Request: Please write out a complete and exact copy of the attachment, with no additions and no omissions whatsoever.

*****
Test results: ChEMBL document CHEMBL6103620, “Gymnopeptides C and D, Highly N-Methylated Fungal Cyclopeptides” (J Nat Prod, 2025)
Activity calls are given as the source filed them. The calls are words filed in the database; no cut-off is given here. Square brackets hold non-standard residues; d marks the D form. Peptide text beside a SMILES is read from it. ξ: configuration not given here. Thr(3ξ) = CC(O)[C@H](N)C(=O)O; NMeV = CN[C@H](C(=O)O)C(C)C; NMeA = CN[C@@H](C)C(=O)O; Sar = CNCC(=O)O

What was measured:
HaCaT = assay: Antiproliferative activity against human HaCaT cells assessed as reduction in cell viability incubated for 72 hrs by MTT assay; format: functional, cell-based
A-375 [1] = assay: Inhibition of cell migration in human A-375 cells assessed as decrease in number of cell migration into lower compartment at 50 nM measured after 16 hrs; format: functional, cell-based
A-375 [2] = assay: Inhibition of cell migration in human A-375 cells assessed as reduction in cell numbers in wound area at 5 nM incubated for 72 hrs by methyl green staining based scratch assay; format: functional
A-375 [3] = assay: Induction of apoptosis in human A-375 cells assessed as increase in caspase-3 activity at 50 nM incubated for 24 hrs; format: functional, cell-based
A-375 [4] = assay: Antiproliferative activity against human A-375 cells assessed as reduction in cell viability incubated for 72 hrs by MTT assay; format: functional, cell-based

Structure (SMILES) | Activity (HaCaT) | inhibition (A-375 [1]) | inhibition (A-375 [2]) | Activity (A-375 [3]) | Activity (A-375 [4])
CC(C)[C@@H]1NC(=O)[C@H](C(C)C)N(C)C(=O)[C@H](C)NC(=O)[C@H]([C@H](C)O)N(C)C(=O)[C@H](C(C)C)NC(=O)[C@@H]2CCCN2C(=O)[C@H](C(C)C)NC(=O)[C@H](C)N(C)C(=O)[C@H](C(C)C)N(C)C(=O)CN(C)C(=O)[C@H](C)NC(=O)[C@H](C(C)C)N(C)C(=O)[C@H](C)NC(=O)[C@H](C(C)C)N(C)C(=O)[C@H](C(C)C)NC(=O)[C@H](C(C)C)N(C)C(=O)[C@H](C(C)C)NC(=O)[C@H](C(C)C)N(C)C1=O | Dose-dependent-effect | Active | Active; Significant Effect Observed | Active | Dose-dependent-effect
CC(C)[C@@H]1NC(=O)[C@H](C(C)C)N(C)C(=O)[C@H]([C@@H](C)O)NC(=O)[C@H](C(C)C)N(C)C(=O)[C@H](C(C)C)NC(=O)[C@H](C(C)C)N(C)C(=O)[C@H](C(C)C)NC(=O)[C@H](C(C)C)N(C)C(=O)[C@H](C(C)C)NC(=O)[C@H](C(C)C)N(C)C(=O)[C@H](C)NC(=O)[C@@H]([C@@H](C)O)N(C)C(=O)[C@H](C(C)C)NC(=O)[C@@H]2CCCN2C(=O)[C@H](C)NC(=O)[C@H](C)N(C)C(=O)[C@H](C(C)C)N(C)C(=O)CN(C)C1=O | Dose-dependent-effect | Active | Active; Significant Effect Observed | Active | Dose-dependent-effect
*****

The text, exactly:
Test results: ChEMBL document CHEMBL6103620, “Gymnopeptides C and D, Highly N-Methylated Fungal Cyclopeptides” (J Nat Prod, 2025)
Activity calls are given as the source filed them. The calls are words filed in the database; no cut-off is given here. Square brackets hold non-standard residues; d marks the D form. Peptide text beside a SMILES is read from it. ξ: configuration not given here. Thr(3ξ) = CC(O)[C@H](N)C(=O)O; NMeV = CN[C@H](C(=O)O)C(C)C; NMeA = CN[C@@H](C)C(=O)O; Sar = CNCC(=O)O

What was measured:
HaCaT = assay: Antiproliferative activity against human HaCaT cells assessed as reduction in cell viability incubated for 72 hrs by MTT assay; format: functional, cell-based
A-375 [1] = assay: Inhibition of cell migration in human A-375 cells assessed as decrease in number of cell migration into lower compartment at 50 nM measured after 16 hrs; format: functional, cell-based
A-375 [2] = assay: Inhibition of cell migration in human A-375 cells assessed as reduction in cell numbers in wound area at 5 nM incubated for 72 hrs by methyl green staining based scratch assay; format: functional
A-375 [3] = assay: Induction of apoptosis in human A-375 cells assessed as increase in caspase-3 activity at 50 nM incubated for 24 hrs; format: functional, cell-based
A-375 [4] = assay: Antiproliferative activity against human A-375 cells assessed as reduction in cell viability incubated for 72 hrs by MTT assay; format: functional, cell-based

Structure (SMILES) | Activity (HaCaT) | inhibition (A-375 [1]) | inhibition (A-375 [2]) | Activity (A-375 [3]) | Activity (A-375 [4])
CC(C)[C@@H]1NC(=O)[C@H](C(C)C)N(C)C(=O)[C@H](C)NC(=O)[C@H]([C@H](C)O)N(C)C(=O)[C@H](C(C)C)NC(=O)[C@@H]2CCCN2C(=O)[C@H](C(C)C)NC(=O)[C@H](C)N(C)C(=O)[C@H](C(C)C)N(C)C(=O)CN(C)C(=O)[C@H](C)NC(=O)[C@H](C(C)C)N(C)C(=O)[C@H](C)NC(=O)[C@H](C(C)C)N(C)C(=O)[C@H](C(C)C)NC(=O)[C@H](C(C)C)N(C)C(=O)[C@H](C(C)C)NC(=O)[C@H](C(C)C)N(C)C1=O | Dose-dependent-effect | Active | Active; Significant Effect Observed | Active | Dose-dependent-effect
CC(C)[C@@H]1NC(=O)[C@H](C(C)C)N(C)C(=O)[C@H]([C@@H](C)O)NC(=O)[C@H](C(C)C)N(C)C(=O)[C@H](C(C)C)NC(=O)[C@H](C(C)C)N(C)C(=O)[C@H](C(C)C)NC(=O)[C@H](C(C)C)N(C)C(=O)[C@H](C(C)C)NC(=O)[C@H](C(C)C)N(C)C(=O)[C@H](C)NC(=O)[C@@H]([C@@H](C)O)N(C)C(=O)[C@H](C(C)C)NC(=O)[C@@H]2CCCN2C(=O)[C@H](C)NC(=O)[C@H](C)N(C)C(=O)[C@H](C(C)C)N(C)C(=O)CN(C)C1=O | Dose-dependent-effect | Active | Active; Significant Effect Observed | Active | Dose-dependent-effect